Drones can be bad too – here’s why

After the last article about how drones can be a force for good, the downside is that drones can be bad too.

Unfortunately, not all drones are handled responsibly, nor are they used for peaceful missions. Despite the number of positive uses, and the responsible owners/controllers of these machines, there have also been some rather high profile examples of ill-advised use of drones.

For instance, there have been several cases recently of drones being impounded after breaking laws or infringing no-fly zones.

Crash-landings for overflying ill-advised areas

Several have crash landed on the White House lawn in the last year alone. Trackimo reports on an incident in July 2016[1] and adds that this was the third incident in the last twelve months, despite a Federal ban on unmanned aircraft overflying the area dating from the 9/11 attacks. The owner was charged with illegally flying the drone, with which he was trying to photograph the Washington Monument from the air. The use of electromagnetic waves and radio disruption is either already in use or being considered in order to prevent drones being flown in certain sensitive areas in both America and the UK.

Another drone was shot down by an infuriated American who was fed up with it buzzing around his house and allowing his neighbours to snoop on his activities[2].

A third was impounded after being radar jammed while flying near Barrow-in-Furness nuclear testing facility in England. The owner, protesting about the damage caused to his £1,000 gadget, was charged with dangerously flying a drone. He now has the dubious distinction of being the first person charged with the offence in the United Kingdom[3].

Flying drugs into prison

In addition, drones are seemingly routinely used to fly contraband, including drugs and mobile phones, into prisons[4]. Online footage shows this method of distribution being used to deliver drugs to Pentonville, Wandsworth and many US prisons.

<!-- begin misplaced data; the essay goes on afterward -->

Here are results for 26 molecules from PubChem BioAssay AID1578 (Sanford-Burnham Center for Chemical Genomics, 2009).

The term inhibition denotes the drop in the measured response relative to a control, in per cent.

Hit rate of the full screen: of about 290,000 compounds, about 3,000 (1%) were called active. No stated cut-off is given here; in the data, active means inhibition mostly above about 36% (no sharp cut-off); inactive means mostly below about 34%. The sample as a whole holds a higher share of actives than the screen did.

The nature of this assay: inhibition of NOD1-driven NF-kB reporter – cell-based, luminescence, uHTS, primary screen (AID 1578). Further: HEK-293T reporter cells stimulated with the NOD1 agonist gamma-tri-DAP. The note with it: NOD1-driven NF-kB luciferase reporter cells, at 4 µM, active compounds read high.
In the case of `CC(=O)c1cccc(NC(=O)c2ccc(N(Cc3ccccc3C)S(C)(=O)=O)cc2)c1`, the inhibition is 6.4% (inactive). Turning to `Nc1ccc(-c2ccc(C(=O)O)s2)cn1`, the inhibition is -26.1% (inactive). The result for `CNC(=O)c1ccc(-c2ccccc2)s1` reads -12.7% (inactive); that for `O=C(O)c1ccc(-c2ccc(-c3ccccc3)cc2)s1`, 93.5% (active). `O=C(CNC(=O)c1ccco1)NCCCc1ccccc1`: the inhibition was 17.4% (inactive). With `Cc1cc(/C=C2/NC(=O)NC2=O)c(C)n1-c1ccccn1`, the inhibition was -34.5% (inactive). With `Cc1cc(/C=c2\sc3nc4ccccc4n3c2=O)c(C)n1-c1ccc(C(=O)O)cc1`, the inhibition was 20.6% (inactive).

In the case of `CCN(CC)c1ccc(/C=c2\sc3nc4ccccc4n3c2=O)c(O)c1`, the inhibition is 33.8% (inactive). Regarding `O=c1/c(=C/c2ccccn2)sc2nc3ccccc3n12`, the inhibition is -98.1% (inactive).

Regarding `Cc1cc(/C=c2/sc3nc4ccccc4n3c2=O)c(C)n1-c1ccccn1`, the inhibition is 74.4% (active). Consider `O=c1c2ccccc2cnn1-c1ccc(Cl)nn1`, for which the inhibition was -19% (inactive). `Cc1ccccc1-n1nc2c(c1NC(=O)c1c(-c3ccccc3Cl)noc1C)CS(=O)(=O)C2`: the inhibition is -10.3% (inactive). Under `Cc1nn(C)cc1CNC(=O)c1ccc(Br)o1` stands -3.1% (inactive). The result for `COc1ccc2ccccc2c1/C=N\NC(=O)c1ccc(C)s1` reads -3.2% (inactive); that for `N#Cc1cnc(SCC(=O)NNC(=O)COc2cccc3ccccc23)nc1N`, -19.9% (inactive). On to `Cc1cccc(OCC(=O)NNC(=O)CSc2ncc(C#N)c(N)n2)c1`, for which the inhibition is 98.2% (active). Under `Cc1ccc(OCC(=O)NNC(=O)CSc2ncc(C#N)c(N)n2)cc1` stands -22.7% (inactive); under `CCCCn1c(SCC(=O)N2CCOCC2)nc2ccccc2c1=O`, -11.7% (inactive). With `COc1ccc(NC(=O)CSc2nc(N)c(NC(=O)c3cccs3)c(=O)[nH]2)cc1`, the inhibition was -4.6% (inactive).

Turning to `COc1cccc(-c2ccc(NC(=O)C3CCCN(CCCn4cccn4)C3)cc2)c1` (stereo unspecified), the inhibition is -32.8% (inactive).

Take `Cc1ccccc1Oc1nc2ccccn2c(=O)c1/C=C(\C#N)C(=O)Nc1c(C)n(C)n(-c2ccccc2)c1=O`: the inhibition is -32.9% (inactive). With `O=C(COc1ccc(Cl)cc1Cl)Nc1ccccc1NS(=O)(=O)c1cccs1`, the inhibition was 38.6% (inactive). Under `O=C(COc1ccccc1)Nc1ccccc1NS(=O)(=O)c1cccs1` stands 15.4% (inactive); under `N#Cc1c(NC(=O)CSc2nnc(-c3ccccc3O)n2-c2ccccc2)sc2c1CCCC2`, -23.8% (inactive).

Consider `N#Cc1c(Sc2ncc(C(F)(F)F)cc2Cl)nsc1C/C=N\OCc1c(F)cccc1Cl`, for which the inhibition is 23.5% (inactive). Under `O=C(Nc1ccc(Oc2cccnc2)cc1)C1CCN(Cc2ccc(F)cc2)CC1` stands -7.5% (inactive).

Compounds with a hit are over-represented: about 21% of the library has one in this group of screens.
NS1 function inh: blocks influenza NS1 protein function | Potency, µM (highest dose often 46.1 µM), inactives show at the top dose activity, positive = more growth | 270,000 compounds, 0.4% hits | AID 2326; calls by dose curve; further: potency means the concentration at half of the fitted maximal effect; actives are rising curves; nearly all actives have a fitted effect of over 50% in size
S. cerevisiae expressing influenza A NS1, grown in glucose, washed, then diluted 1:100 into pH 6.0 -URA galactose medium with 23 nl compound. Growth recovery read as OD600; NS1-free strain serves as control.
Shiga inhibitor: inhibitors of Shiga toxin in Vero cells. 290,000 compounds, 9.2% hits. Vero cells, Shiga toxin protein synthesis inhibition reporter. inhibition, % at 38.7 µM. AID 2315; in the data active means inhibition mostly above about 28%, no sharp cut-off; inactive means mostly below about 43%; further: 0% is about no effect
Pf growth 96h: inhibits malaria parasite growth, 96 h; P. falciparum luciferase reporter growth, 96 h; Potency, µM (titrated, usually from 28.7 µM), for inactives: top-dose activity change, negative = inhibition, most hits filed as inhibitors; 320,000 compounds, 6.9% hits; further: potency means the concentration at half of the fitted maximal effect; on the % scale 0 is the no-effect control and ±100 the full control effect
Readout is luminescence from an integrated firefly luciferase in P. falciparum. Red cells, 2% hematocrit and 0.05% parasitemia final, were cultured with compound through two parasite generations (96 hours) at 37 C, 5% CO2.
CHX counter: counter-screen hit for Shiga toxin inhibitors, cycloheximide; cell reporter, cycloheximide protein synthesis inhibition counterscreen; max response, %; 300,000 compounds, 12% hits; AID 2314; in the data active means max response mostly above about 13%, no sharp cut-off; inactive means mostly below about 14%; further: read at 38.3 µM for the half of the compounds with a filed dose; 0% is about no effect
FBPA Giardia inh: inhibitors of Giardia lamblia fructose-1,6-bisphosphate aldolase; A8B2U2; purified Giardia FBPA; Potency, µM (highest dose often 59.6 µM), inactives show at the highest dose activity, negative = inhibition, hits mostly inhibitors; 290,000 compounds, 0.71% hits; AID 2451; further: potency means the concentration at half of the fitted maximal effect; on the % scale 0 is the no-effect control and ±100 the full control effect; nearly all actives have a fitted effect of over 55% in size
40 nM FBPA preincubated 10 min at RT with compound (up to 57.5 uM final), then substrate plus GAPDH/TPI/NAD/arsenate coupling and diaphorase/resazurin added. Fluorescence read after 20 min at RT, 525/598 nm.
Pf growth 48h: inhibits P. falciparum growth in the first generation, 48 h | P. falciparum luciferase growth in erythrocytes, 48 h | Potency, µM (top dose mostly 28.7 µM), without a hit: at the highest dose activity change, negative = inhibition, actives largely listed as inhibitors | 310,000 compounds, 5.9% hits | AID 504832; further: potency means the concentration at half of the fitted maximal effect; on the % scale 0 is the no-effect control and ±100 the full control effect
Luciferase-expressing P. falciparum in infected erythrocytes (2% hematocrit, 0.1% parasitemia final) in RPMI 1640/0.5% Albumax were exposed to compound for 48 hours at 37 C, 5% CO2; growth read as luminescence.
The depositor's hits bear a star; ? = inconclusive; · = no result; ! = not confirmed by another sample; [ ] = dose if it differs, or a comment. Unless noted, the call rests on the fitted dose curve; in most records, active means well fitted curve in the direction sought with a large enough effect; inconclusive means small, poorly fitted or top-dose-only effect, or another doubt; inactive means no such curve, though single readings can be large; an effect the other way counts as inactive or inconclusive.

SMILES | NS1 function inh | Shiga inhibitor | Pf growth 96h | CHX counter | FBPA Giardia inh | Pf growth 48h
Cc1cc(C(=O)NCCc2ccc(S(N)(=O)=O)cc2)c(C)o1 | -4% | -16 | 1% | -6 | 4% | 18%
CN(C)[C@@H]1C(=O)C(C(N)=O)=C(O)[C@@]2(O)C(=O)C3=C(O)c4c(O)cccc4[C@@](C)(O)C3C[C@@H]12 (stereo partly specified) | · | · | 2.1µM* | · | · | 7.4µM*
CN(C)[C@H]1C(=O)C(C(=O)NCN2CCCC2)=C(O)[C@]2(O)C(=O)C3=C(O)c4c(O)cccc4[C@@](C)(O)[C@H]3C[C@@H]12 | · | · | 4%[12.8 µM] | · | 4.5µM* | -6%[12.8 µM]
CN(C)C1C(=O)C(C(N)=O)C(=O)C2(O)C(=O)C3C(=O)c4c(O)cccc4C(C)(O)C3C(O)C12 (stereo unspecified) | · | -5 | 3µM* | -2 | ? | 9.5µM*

Drones with claws?!

There is even a drone with claws now, apparently designed to be able to lift anything up to the weight of a garden chair. The article confirming its existence has pet owners fearing for their cats, rabbits and small dogs[5]. This is not something out of your worst nightmare, honest…

Drones as bargaining chips between nations

In recent news, China has accused the US of “hyping-up” an incident in which its navy seized a US underwater drone in international waters in the South China Sea[6]. The unmanned aerial vehicle has now apparently been returned to American hands, but not without some delay. Ownership of certain areas of the South China Sea is disputed, with several nations asserting their right to the area and any islands within it.

It can’t be long before the first court case brought by a celebrity alleging violation of privacy by a drone, surely? The video and digital cameras on board provide high quality footage and stills which the paparazzi would love. There are already companies which provide drone detection technology to combat malicious or willful operation of a drone in restricted areas; their customers are generally organisations such as prisons, airports and military facilities. But as with almost everything, where there is a use for something, there is almost always an abuse to counter it.
References:

  1. Drone Crash-Lands on the White House Lawn – trackimo.com, author given as ‘Ben’, 6 July, 2016, trackimo.com/drone-crash-lands-on-white-house-lawn/
  2. Kentucky Man Arrested After Shooting Down Neighbor’s Drone – NBC News, Lauren Prince, August 1, 2015, nbcnews.com/news/us-news/not-my-backyard-man-arrested-after-shooting-drone-down-n402271
  3. UK’s first drone conviction will bankrupt me, says Cumbrian man – The Guardian UK,  Charles Arthur, 2 April 2014, theguardian.com/world/2014/apr/02/uk-first-drone-conviction
  4. Man jailed for using drone to fly drugs into prisons – The Guardian UK, Press Association, 21 July 2016, theguardian.com/uk-news/2016/jul/21/man-jailed-for-using-drone-to-fly-drugs-into-prisons
  5. Terrifying new drone has robotic claws – The Guardian UK, source: Prodrone, 13 September 2016, theguardian.com/technology/video/2016/sep/13/terrifying-new-drone-has-robotic-claws-video
  6. China accuses US of ‘hyping-up’ seizure of underwater drone – BBC.co.uk, no author given, 17 December 2016, bbc.co.uk/news/world-asia-china-38350826

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